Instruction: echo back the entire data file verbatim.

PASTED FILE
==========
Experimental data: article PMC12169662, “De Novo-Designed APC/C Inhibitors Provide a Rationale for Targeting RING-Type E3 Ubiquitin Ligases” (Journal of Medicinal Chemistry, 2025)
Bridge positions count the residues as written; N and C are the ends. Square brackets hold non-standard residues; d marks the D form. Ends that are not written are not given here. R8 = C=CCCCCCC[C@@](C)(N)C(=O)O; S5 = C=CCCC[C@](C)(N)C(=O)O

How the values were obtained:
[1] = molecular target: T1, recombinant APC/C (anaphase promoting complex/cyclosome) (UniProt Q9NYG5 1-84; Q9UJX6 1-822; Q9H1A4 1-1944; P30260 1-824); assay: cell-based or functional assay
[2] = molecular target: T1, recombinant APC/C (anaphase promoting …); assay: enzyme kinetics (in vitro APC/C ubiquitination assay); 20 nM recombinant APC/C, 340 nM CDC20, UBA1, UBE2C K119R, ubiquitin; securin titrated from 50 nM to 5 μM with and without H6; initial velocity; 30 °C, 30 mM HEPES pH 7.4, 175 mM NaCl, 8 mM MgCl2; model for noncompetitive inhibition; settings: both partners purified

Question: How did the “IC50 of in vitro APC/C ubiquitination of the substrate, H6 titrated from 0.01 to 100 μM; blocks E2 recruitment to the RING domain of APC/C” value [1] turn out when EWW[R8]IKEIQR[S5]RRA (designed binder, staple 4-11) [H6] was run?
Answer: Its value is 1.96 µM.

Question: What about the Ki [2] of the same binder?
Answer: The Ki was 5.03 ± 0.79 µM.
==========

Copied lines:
Experimental data: article PMC12169662, “De Novo-Designed APC/C Inhibitors Provide a Rationale for Targeting RING-Type E3 Ubiquitin Ligases” (Journal of Medicinal Chemistry, 2025)
Bridge positions count the residues as written; N and C are the ends. Square brackets hold non-standard residues; d marks the D form. Ends that are not written are not given here. R8 = C=CCCCCCC[C@@](C)(N)C(=O)O; S5 = C=CCCC[C@](C)(N)C(=O)O

How the values were obtained:
[1] = molecular target: T1, recombinant APC/C (anaphase promoting complex/cyclosome) (UniProt Q9NYG5 1-84; Q9UJX6 1-822; Q9H1A4 1-1944; P30260 1-824); assay: cell-based or functional assay
[2] = molecular target: T1, recombinant APC/C (anaphase promoting …); assay: enzyme kinetics (in vitro APC/C ubiquitination assay); 20 nM recombinant APC/C, 340 nM CDC20, UBA1, UBE2C K119R, ubiquitin; securin titrated from 50 nM to 5 μM with and without H6; initial velocity; 30 °C, 30 mM HEPES pH 7.4, 175 mM NaCl, 8 mM MgCl2; model for noncompetitive inhibition; settings: both partners purified

Question: How did the “IC50 of in vitro APC/C ubiquitination of the substrate, H6 titrated from 0.01 to 100 μM; blocks E2 recruitment to the RING domain of APC/C” value [1] turn out when EWW[R8]IKEIQR[S5]RRA (designed binder, staple 4-11) [H6] was run?
Answer: Its value is 1.96 µM.

Question: What about the Ki [2] of the same binder?
Answer: The Ki was 5.03 ± 0.79 µM.